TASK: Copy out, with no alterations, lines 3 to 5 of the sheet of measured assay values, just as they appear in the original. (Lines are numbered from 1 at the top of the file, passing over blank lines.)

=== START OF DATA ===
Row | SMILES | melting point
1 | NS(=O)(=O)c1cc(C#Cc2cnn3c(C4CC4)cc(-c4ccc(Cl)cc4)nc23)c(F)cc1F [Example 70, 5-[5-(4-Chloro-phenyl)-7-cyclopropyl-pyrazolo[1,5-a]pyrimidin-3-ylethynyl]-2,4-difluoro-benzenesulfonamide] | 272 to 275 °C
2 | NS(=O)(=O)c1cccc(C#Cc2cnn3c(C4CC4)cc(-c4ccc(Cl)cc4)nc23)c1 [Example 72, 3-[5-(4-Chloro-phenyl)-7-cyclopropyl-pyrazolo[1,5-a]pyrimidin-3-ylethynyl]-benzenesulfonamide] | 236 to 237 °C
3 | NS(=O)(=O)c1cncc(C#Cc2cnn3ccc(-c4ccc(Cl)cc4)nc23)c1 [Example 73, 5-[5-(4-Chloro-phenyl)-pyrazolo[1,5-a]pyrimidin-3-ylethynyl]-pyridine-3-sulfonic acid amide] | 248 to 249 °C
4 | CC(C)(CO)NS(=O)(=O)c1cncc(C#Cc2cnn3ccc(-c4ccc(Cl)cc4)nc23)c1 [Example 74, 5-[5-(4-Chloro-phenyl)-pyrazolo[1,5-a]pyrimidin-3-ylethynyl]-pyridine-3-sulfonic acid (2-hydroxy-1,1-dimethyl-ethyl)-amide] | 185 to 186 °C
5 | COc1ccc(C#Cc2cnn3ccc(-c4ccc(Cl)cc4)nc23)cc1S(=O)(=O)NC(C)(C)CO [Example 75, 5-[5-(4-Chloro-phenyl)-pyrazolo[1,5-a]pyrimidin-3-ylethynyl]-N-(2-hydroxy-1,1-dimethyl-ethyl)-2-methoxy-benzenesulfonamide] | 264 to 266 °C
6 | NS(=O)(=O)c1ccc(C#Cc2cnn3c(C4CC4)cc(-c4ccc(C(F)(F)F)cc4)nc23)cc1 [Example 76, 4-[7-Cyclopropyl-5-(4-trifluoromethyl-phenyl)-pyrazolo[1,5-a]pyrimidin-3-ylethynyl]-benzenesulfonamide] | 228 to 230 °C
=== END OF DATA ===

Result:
2 | NS(=O)(=O)c1cccc(C#Cc2cnn3c(C4CC4)cc(-c4ccc(Cl)cc4)nc23)c1 [Example 72, 3-[5-(4-Chloro-phenyl)-7-cyclopropyl-pyrazolo[1,5-a]pyrimidin-3-ylethynyl]-benzenesulfonamide] | 236 to 237 °C
3 | NS(=O)(=O)c1cncc(C#Cc2cnn3ccc(-c4ccc(Cl)cc4)nc23)c1 [Example 73, 5-[5-(4-Chloro-phenyl)-pyrazolo[1,5-a]pyrimidin-3-ylethynyl]-pyridine-3-sulfonic acid amide] | 248 to 249 °C
4 | CC(C)(CO)NS(=O)(=O)c1cncc(C#Cc2cnn3ccc(-c4ccc(Cl)cc4)nc23)c1 [Example 74, 5-[5-(4-Chloro-phenyl)-pyrazolo[1,5-a]pyrimidin-3-ylethynyl]-pyridine-3-sulfonic acid (2-hydroxy-1,1-dimethyl-ethyl)-amide] | 185 to 186 °C